Ricky Does 60 Minutes

Mike Wallace and his producer did their best to ridicule and incite jealousy towards Ricky Williams on “60 Minutes” Sunday night, but could not bring him down. My comments in (parentheses).

MW: We’re about to tell you a very strange story about a football superstar name of Ricky Williams. He won the Heisman trophy in 1998 as the best football player in the country. (Cut to footage of Williams running for a touchdown -misleading in that his job mainly involved slamming straight into the line.) Then five years of glory in the NFL. He carried the ball more often over the last two seasons than any other player in the league! (Said as if it was some honor the ingrate didn’t appreciate instead of a speed-up that any self-respecting worker would have resisted.) And he made millions doing it for the Miami Dolphins as the team’s star player.

But then, just before Dolphins training camp this past July, he turned his back on all of it -the stardom, the fame, the salary of five million dollars a year. His sudden decision to quit stunned his teammates, infuriated fans, and ruined the Dolphins’ entire season. He never really explained why he quit (actually Williams did explain to Dave Le Batard of the Miami Herald, but why not claim the scoop for CBS?) and he has stayed out of public view for the past six months (except for the interview he gave Tom FitzGerald of the San Francisco Chronicle). But wait till you see what he’s doing now…

(An Om-like chant is heard. Wide shot of Ricky and fellow students seated on mats.) He’s studying holistic medicine in the California hills outside Sacramento where, surprisingly, he agreed to answer any questions we asked about how, at the peak of his earning power, he could just walk away.

Ricky Williams: My whole thing in life is I just want freedom. I thought that money would give me that freedom. I was wrong.

MW: Why were you wrong?

RW: Because especially when you’re 21 and you’re given as much money as I was given…

MW: How much were you given?

RW: At 21 I received my first check, it was 3.6.

MW: Million.

RW (nodding): before taxes. After taxes it was 2.4.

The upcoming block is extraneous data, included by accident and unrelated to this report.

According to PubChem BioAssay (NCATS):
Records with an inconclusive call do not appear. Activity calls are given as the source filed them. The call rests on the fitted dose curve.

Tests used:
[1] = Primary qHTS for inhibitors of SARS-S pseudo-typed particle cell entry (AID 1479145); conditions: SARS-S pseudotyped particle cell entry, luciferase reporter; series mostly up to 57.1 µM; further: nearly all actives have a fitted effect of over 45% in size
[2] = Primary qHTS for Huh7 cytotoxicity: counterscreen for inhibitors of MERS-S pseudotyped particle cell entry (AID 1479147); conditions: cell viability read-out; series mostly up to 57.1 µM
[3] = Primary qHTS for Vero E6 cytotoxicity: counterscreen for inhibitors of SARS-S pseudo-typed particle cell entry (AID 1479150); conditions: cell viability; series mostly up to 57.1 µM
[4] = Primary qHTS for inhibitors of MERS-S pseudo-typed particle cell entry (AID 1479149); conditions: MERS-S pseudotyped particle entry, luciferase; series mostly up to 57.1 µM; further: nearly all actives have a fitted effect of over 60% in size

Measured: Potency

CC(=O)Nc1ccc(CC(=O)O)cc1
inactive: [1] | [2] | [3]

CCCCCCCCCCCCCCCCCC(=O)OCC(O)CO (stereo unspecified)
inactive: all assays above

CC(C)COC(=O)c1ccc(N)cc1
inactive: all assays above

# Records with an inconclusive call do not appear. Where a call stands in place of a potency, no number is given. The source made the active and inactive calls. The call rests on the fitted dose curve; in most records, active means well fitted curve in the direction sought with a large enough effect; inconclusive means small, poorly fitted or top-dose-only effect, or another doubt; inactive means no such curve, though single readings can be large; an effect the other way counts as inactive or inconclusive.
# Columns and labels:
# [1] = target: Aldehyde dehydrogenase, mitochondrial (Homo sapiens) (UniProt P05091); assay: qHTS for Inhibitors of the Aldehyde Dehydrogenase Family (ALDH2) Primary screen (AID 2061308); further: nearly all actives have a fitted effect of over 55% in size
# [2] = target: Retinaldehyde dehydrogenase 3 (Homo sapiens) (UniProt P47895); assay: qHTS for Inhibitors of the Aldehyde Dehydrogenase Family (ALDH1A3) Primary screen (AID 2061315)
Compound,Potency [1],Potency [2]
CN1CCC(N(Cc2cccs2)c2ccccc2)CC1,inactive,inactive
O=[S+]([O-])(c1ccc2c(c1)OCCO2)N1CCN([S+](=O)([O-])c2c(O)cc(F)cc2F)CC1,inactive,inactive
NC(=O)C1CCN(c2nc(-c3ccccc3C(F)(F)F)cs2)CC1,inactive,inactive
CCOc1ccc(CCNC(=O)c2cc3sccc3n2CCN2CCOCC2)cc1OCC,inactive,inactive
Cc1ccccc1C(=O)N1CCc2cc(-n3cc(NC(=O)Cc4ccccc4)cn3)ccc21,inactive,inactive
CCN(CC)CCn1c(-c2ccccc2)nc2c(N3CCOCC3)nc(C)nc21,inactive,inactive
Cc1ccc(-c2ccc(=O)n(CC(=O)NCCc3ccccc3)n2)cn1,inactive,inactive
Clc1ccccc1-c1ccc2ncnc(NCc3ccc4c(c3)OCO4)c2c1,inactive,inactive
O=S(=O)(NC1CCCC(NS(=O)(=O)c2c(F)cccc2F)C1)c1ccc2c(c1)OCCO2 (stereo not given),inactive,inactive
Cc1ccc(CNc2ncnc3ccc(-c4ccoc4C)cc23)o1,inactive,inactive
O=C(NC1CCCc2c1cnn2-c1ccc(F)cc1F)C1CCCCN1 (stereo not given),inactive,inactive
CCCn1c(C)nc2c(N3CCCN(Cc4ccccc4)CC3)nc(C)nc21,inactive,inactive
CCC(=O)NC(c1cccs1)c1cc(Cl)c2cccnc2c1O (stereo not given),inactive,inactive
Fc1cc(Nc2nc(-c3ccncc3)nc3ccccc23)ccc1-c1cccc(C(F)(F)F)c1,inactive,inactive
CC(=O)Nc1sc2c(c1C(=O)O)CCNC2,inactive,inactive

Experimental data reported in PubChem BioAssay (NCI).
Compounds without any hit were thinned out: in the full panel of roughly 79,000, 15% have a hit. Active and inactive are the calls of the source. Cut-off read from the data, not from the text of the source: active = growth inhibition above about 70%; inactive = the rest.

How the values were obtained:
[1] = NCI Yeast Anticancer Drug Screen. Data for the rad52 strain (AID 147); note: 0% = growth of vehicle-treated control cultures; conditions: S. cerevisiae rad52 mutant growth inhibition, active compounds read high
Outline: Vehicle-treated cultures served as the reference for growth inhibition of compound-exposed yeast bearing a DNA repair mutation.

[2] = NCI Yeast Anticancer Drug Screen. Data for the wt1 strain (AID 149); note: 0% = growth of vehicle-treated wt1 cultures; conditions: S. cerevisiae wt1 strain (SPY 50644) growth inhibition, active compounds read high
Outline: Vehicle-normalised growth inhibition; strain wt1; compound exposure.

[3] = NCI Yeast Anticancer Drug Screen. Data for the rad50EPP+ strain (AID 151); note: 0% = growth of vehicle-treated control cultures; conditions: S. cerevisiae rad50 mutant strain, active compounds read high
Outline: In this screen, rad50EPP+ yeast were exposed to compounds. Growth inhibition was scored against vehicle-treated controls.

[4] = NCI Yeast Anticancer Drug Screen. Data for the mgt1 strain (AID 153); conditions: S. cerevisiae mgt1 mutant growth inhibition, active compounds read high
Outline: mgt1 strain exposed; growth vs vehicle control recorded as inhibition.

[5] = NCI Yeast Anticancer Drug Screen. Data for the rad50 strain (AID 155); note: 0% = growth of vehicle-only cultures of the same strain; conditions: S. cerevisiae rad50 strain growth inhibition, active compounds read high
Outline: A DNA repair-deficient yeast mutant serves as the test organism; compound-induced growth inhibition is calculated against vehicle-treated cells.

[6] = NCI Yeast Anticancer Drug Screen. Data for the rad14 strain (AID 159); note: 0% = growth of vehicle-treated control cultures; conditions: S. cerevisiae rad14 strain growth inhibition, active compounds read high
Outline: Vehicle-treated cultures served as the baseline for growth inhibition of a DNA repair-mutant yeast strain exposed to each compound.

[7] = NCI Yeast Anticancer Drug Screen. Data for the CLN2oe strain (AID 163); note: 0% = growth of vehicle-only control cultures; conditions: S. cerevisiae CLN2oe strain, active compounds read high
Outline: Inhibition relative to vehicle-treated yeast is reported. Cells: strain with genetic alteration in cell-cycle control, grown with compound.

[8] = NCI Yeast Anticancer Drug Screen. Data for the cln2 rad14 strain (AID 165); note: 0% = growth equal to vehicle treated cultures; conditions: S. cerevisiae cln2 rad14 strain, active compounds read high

MW: Oh, poor fellow.

RW: It bound me more than it freed me, because now I had more things to worry about, more people asking for money, I thought I had to buy a house and nice cars and different things that people with money are supposed to do.

MW: And you did not find that satisfying?

RW: No, it just created more problems.

MW: You would have made five million bucks this year. You said, “It’s blood money as far as I’m concerned. The money is what made me miserable. I want to be free of that stress.” Forgive me, but that’s bulls—.

RW: It is bullshit. I agree. When hearing you say that, I agree, it is…

MW (as narrator): The real reason he left, he told us, was to avoid the public humiliation over news that he had just failed a drug test -his third failed drug test.

RW: All right, here’s what happened, okay? The thing I had the most trouble with was, after you fail your third test, it becomes public knowledge that you failed the test. And that’s one thing I couldn’t deal with at the time -people knowing that I smoked marijuana.

MW: So the problem with failing your third NFL drug test was that it would be made public?

RW: That was my biggest fear of my whole entire life. I was scared to death of that.

MW (narrating): So rather than face the music and the media about his failed drug test, he quit football and ran away, far far away, to Australia, where he lived in a tent community that cost him just seven dollars a day.

RW (over shot of a tent): In my tent I had about 30 books. Every morning I’d wake about five in the morning and I’d take my flashlight and I’d read for a couple of hours.

MW: Books about what?

RW: Everything from nutrition to Buddhism to Jesus. I was trying to figure out, “What am I? What am I?” I just kept reading and reading and couldn’t figure out what I was but I learned a lot.

MW: It was there he learned about an ancient healing science from India called Ajurveda.

RW: It’s using nature to heal yourself, to put yourself in balance.

MW: Are you in balance now?